When Holidays Aren't

Monday - 10/11/2010, 4:00am EDT

Columbus Day, Veterans Day and Memorial Day are among the national holidays that aren't celebrated by (or given to) many American workers. That's because their bosses, companies, won't give them paid time off because holidays are when they make more money.

Some folks - think people who work retail, in food services or resorts - don't get any holidays. Or if they get it, they must take it as a vacation day (if they get vacation time at all).

Banks, some parts of the financial community (that track the stock markets) and the federal government are the largest employers that give workers time off on federal holidays.

Congress may decide to give federal workers 10 extra days off, without pay, next year. So how would that work? And would you have options? What about use-it-or-lose it annual leave?

If you are lucky enough to be off today - and thousands of federal and postal workers are on the job - enjoy. It is too nice a day to sweat 2011 furloughs. But check tomorrow's column and be prepared to sweat.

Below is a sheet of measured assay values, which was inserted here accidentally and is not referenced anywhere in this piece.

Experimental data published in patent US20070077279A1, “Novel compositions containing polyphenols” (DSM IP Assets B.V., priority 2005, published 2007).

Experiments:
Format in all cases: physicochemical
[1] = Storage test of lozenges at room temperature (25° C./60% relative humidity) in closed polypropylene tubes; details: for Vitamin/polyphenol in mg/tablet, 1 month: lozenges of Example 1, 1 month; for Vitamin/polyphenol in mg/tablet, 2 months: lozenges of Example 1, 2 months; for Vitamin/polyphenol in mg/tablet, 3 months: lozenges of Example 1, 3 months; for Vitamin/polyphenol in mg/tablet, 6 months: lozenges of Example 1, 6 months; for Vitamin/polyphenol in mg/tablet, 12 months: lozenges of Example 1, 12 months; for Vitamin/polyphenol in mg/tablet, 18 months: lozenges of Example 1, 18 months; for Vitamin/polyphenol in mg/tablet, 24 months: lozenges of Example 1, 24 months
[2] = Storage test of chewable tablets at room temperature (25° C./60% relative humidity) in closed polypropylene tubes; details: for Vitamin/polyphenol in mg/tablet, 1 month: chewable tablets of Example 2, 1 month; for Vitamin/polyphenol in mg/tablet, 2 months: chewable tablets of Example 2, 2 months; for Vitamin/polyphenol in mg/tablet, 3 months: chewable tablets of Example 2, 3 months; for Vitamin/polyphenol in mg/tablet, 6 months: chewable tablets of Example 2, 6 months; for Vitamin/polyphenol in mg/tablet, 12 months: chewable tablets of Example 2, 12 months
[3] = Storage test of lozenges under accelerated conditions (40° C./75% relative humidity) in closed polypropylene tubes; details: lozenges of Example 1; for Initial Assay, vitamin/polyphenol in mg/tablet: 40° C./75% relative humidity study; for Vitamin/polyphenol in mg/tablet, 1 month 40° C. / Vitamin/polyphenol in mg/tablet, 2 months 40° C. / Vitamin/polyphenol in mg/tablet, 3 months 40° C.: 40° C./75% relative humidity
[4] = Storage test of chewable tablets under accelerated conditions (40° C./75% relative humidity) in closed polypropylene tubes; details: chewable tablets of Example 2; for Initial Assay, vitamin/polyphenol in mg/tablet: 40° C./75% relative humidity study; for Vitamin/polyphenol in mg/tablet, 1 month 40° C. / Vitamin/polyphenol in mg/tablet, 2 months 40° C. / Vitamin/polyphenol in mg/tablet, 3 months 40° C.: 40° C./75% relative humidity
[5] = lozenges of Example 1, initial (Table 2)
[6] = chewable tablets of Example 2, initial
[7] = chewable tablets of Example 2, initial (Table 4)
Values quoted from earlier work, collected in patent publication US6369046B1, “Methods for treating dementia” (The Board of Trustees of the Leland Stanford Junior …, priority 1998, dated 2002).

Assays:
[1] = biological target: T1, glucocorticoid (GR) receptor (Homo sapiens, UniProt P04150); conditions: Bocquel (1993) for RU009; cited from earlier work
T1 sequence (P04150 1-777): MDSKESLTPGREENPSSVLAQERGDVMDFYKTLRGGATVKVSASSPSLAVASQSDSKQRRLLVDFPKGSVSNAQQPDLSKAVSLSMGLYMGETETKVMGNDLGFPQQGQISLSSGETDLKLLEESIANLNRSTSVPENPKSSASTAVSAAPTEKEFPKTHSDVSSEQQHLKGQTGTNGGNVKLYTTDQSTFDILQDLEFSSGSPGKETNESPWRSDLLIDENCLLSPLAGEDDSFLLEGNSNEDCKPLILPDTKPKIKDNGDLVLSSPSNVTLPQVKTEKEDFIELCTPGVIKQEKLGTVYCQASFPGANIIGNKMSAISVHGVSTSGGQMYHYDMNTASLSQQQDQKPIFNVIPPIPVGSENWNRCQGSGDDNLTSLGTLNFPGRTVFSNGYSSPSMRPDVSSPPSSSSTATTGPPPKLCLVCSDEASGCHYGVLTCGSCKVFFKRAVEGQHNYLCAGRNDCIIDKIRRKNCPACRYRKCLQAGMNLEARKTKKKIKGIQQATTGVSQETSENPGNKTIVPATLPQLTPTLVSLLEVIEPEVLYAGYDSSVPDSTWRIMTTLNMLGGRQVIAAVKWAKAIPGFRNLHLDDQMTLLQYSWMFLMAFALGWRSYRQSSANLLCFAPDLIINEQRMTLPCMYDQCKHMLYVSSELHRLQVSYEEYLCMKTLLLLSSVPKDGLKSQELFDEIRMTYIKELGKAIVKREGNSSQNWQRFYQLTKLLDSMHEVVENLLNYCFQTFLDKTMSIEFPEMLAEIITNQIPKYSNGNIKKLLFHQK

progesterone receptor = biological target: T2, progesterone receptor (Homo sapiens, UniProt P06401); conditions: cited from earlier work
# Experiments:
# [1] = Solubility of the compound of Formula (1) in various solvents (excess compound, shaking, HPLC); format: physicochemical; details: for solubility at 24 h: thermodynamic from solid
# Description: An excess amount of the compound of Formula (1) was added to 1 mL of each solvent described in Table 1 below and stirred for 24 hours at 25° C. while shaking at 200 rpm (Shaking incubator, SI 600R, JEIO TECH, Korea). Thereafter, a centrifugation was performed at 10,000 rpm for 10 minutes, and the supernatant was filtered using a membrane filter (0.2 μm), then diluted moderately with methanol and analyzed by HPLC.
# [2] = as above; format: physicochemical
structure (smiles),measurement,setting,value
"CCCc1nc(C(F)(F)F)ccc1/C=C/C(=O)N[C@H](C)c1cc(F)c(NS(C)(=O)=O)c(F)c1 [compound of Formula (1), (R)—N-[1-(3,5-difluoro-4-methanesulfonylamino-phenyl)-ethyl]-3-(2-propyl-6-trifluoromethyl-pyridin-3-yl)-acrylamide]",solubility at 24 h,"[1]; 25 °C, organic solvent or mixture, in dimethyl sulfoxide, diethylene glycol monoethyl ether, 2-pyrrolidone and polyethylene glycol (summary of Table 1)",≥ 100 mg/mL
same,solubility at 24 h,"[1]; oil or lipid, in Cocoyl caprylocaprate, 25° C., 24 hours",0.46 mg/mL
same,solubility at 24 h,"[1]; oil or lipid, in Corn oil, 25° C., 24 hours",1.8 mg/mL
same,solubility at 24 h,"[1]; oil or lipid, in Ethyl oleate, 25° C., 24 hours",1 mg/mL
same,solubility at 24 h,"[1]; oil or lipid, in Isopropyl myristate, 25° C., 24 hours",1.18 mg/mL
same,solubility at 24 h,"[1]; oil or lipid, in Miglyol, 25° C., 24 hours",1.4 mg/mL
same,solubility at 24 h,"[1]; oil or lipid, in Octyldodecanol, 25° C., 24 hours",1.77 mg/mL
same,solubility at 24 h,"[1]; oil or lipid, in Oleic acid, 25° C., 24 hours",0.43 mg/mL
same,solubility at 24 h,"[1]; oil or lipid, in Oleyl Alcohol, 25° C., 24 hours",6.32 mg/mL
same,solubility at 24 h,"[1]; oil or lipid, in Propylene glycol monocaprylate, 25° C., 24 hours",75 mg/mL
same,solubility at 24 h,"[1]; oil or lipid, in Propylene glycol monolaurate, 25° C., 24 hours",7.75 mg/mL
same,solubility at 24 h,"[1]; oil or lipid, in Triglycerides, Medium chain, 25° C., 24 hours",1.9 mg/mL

Roth IRAs, Voluntary Contributions

With Roth's IRAs (or a Roth option) no longer subject to income limits, many feds are thinking should-I-or-shouldn't I? And what link does a Roth have with the Voluntary Contributions program. The VC lets feds (under CSRS and CSRS Offset) put after tax money into a guaranteed-interest account that is totally tax free when they withdraw it.

Today at 10 a.m. on their For Your Benefit program, tax specialist Bob Leins and federal benefits expert Tammy Flanagan talk about the Roth and CSRS options, and about how they can be linked. You can listen on your computer at www.federalnewsradio.com or in the DC area on regular radio at WFED 1500 AM.

To reach me: mcausey@federalnewsradio.com


Nearly Useless Factoid
by Suzanne Kubota

October, the tenth month of the year, sounds like it should be the eighth. It used to be. The Old Farmers Almanac explains that "when the Romans converted to a 12-month calendar, the name October stuck."


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